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COVID-19: Why does disease severity vary among individuals?

Authors
  • Samadizadeh, Saeed1, 2
  • Masoudi, Maha1, 2
  • Rastegar, Mostafa1, 2
  • Salimi, Vahid3
  • Shahbaz, Mahsa Bataghva4
  • Tahamtan, Alireza1, 2
  • 1 Infectious Diseases Research Centre, Golestan University of Medical Sciences, Gorgan, Iran
  • 2 Department of Microbiology, School of Medicine, Golestan University of Medical Sciences, Gorgan, Iran
  • 3 Department of Virology, School of Public Health, Tehran University of Medical Sciences, Tehran, Iran
  • 4 Roberts Research Institute and School of Biomedical Engineering, Western University, London, Canada
Type
Published Article
Journal
Respiratory Medicine
Publisher
Elsevier Ltd.
Publication Date
Mar 05, 2021
Volume
180
Pages
106356–106356
Identifiers
DOI: 10.1016/j.rmed.2021.106356
PMCID: PMC7934673
Source
PubMed Central
Keywords
License
Unknown

Abstract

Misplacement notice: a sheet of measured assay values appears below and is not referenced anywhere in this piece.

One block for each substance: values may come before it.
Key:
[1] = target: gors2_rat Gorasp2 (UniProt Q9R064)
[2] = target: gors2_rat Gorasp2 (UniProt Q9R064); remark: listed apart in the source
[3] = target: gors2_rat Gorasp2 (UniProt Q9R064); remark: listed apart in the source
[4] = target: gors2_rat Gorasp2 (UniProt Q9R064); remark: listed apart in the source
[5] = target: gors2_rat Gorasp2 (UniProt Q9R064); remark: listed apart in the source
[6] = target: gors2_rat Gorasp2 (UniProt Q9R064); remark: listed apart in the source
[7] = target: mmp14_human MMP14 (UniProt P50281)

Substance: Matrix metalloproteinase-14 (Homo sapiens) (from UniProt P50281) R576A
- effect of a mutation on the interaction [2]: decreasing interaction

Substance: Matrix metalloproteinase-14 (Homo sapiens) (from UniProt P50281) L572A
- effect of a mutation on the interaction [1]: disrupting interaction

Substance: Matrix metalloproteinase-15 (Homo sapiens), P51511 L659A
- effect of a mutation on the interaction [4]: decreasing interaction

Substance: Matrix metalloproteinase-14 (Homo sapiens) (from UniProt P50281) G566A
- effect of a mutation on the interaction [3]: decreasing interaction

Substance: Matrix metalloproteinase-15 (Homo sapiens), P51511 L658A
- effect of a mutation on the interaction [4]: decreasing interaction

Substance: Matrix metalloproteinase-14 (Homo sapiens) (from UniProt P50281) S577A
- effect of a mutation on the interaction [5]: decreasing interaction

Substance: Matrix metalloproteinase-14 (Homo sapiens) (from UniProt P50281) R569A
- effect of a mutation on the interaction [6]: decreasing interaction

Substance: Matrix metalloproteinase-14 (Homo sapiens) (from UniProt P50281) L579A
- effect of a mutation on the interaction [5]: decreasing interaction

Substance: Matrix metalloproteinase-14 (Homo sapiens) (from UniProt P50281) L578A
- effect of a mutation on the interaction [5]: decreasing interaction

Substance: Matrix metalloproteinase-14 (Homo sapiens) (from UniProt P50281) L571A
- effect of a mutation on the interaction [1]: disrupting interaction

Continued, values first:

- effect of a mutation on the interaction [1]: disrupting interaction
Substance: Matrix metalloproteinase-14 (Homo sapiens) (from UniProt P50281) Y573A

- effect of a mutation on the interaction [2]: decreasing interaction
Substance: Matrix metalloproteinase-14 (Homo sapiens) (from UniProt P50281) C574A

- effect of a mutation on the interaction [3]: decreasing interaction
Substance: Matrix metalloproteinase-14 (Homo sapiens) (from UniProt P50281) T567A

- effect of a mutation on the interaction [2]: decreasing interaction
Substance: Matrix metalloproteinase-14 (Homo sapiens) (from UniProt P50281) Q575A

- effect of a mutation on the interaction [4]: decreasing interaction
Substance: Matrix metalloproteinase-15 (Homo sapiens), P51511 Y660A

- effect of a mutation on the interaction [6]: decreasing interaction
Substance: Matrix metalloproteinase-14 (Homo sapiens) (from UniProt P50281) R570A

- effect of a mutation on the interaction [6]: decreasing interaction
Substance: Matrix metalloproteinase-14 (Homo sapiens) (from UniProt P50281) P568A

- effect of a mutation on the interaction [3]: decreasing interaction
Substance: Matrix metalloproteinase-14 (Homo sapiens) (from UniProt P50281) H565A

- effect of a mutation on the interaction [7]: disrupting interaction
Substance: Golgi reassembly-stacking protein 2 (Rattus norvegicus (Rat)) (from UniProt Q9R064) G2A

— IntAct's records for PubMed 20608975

The novel coronavirus, severe acute respiratory syndrome coronavirus 2 (SARS-CoV-2), is responsible for the current pandemic, coronavirus disease 2019 (COVID-19). While all people are susceptible to the SARS-CoV-2 infection, the nature and severity of the disease vary significantly among individuals and populations. Importantly, reported disease burdens and case fatality rates differ considerably from country to country. There are, however, still uncertainties about the severity of the disease among individuals or the reason behind a more severe disease in some cases. There is a strong possibility that the severity of this disease depends on a complicated interaction between the host, virus, and environment, which leads to different clinical outcomes. The objective of this article is to point out the essential influential factors related to the host, virus, and environment affecting the clinical outcome of COVID-19.

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